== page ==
My Favorite Parts of #AOTA19

Last week was a complete whirlwind – whew.   I’m finally getting settled at home,  but I wanted to share my highlights of the American Occupational Therapy Association conference in New Orleans, LA.

  1. Reuniting with old friends from across the country and making new ones!

    Every year, two of my girlfriends from Utica College and I attend the conference together, and it feels like we are right back in college.  This year, I also got to hang out with my friend and fellow OT blogger Colleen Beck (From the OT Toolbox) and two other admins of my USA School Based OTs Looking for Change group (Serena Zeidler and Joan Sauvigne-Kirsch).  We had so much fun and definitely had some major brainstorming over the last few days.  It’s amazing what a bunch of OT brains can come up with!   I also attended the AOTA reception for the Communities of Practice. I’m in the state leadership group, so I had the chance to mingle with all the ladies I work with all year long.

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OT advocacy, #SchoolOTs, MissJaimeOT, #SchoolOtsmatter

Why do Occupational Therapists want Educational Credentialing?

You may have heard the buzz about Occupational Therapists advocating for Educational Credentialing. Especially if you work in the education world.

What is Educational Credentialing? 

State Education laws vary from state to state.  But in every single state in the USA (except for four), OTs and PTs are not under the “umbrella” of teachers. They do not have “educational credentials”.

Why not? 

This started in the past.  Way in the past, because OTs and PTs were considered “medical” (like the nurses).  However, educational laws have changed to a more inclusive educational community. This changed how OTs and PTs are employed.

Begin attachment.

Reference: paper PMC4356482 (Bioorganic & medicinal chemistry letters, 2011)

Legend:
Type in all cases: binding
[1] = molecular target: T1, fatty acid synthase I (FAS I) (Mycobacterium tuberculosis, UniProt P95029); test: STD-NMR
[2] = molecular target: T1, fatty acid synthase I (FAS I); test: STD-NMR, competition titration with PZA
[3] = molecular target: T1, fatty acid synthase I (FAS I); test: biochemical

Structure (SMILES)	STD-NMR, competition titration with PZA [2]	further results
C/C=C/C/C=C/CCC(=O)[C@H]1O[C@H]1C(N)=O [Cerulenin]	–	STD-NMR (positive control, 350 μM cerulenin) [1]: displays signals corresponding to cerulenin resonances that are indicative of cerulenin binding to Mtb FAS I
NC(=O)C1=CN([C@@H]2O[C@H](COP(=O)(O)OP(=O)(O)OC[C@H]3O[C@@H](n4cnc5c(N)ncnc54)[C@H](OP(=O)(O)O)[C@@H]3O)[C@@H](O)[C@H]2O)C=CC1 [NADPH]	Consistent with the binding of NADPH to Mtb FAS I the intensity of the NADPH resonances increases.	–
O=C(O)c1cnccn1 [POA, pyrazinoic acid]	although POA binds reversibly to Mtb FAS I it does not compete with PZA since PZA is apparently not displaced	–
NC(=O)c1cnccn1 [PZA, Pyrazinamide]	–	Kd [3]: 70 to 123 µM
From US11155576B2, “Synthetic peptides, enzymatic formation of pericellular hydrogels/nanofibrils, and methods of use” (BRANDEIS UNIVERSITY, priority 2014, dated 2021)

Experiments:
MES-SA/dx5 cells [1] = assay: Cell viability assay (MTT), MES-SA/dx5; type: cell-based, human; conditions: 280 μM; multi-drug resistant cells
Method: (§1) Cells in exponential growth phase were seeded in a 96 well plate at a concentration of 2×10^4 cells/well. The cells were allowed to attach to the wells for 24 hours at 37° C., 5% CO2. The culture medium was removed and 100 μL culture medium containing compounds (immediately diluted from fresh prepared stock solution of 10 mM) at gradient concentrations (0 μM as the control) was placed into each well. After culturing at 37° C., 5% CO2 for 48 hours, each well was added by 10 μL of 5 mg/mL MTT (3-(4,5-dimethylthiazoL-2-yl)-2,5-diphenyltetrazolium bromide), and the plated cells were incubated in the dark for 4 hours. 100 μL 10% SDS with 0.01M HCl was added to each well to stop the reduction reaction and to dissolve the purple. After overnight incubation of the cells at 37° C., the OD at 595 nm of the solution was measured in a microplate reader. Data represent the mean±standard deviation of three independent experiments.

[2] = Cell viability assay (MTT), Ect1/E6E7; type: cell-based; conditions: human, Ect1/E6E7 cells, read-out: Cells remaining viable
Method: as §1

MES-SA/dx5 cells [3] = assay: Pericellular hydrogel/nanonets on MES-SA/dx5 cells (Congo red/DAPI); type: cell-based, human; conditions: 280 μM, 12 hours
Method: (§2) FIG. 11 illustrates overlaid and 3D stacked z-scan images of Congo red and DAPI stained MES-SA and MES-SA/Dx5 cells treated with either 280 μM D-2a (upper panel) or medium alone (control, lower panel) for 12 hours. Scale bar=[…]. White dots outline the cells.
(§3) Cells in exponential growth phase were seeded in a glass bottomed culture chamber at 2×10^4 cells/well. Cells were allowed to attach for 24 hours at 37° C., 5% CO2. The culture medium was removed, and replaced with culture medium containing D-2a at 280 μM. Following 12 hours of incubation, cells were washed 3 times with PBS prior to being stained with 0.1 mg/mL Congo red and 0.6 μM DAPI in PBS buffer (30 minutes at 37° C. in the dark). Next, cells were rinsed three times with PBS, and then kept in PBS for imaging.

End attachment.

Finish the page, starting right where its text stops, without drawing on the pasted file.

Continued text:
Now, school therapists support children’s academic success.   Unfortunately,  the state education departments haven’t revised their terminology and laws to include OTs and PTs as “educators”.  YET.

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What’s in my Therapy Bag?

 

I’ve been a HUGE organization kick lately. Every month or so I need to clean out my therapy bag. Inevitably, I find things out of order, things I need to change up or replace, and things that are missing pieces , etc.

I once posted a pic of the crazy amount of stuff in my bag and everyone on Facebook went crazy commenting and asking questions. I figured, why not share this “clean out” phase with all of you?

occupational therapy, therapy supplies, pediatric therapy, school-based therapy, missjaimeot

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Miss Jaime, O.T.’s Favorite Sensory Gifts 2018!

Sensory kids can be tricky. 

Different kids can like or dislike different sensations.  I like to recommend weighted things because I find that they can be calming and grounding for children who are sensory seeking, anxious, impulsive, or hyperactive. They can also be used as “heavy work” for kids who need to “wake up” or get moving.

Picking out a gift can be so frustrating.

This year I thought I’d make a quick list of my top favorite NEW sensory toys – ones that are unique and probably not already in your child’s toy box.

Affiliate links have been included for your convenience.

A Weighted Teddy Bear

This weighted teddy bear is too adorable.  It looks like a typical toy but provides a weighted sensation which can be comforting.  Check it out!

 

 

A Weighted Cap

This weighted cap is so cool! I love that it looks just like a regular hat, but it is weighted to provide extra input to the head.  Such a brilliant idea! Learn more here.

 

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The All In One Magic Magnetized Shoe-Tying Miracle

“How am I supposed to teach him to tie his shoes?”
The Occupational Therapy student’s cheeks were pink.  A concerned look creased her face.